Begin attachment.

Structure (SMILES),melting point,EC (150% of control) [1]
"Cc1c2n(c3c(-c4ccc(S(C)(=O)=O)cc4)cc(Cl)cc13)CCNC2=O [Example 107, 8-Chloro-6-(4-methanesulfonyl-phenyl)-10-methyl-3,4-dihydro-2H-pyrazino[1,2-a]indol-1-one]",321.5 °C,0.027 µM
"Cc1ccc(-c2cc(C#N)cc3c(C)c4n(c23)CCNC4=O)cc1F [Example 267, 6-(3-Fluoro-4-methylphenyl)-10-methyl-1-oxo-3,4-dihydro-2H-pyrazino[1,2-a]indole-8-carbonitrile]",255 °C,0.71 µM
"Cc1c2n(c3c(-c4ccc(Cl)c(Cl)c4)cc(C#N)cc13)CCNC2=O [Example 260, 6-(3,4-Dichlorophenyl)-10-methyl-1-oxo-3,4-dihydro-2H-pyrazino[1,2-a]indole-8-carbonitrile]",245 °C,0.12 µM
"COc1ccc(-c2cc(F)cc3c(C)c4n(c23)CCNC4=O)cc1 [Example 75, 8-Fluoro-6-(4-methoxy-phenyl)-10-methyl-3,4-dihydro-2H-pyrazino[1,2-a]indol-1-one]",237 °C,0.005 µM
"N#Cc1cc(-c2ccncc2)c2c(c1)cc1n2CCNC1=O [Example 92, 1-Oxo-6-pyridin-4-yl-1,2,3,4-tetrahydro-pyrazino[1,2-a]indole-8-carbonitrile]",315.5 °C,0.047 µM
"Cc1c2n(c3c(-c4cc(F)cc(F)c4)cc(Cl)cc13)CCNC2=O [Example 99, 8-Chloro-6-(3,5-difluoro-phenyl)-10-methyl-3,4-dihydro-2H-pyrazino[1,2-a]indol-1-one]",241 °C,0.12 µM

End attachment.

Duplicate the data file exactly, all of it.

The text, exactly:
Structure (SMILES),melting point,EC (150% of control) [1]
"Cc1c2n(c3c(-c4ccc(S(C)(=O)=O)cc4)cc(Cl)cc13)CCNC2=O [Example 107, 8-Chloro-6-(4-methanesulfonyl-phenyl)-10-methyl-3,4-dihydro-2H-pyrazino[1,2-a]indol-1-one]",321.5 °C,0.027 µM
"Cc1ccc(-c2cc(C#N)cc3c(C)c4n(c23)CCNC4=O)cc1F [Example 267, 6-(3-Fluoro-4-methylphenyl)-10-methyl-1-oxo-3,4-dihydro-2H-pyrazino[1,2-a]indole-8-carbonitrile]",255 °C,0.71 µM
"Cc1c2n(c3c(-c4ccc(Cl)c(Cl)c4)cc(C#N)cc13)CCNC2=O [Example 260, 6-(3,4-Dichlorophenyl)-10-methyl-1-oxo-3,4-dihydro-2H-pyrazino[1,2-a]indole-8-carbonitrile]",245 °C,0.12 µM
"COc1ccc(-c2cc(F)cc3c(C)c4n(c23)CCNC4=O)cc1 [Example 75, 8-Fluoro-6-(4-methoxy-phenyl)-10-methyl-3,4-dihydro-2H-pyrazino[1,2-a]indol-1-one]",237 °C,0.005 µM
"N#Cc1cc(-c2ccncc2)c2c(c1)cc1n2CCNC1=O [Example 92, 1-Oxo-6-pyridin-4-yl-1,2,3,4-tetrahydro-pyrazino[1,2-a]indole-8-carbonitrile]",315.5 °C,0.047 µM
"Cc1c2n(c3c(-c4cc(F)cc(F)c4)cc(Cl)cc13)CCNC2=O [Example 99, 8-Chloro-6-(3,5-difluoro-phenyl)-10-methyl-3,4-dihydro-2H-pyrazino[1,2-a]indol-1-one]",241 °C,0.12 µM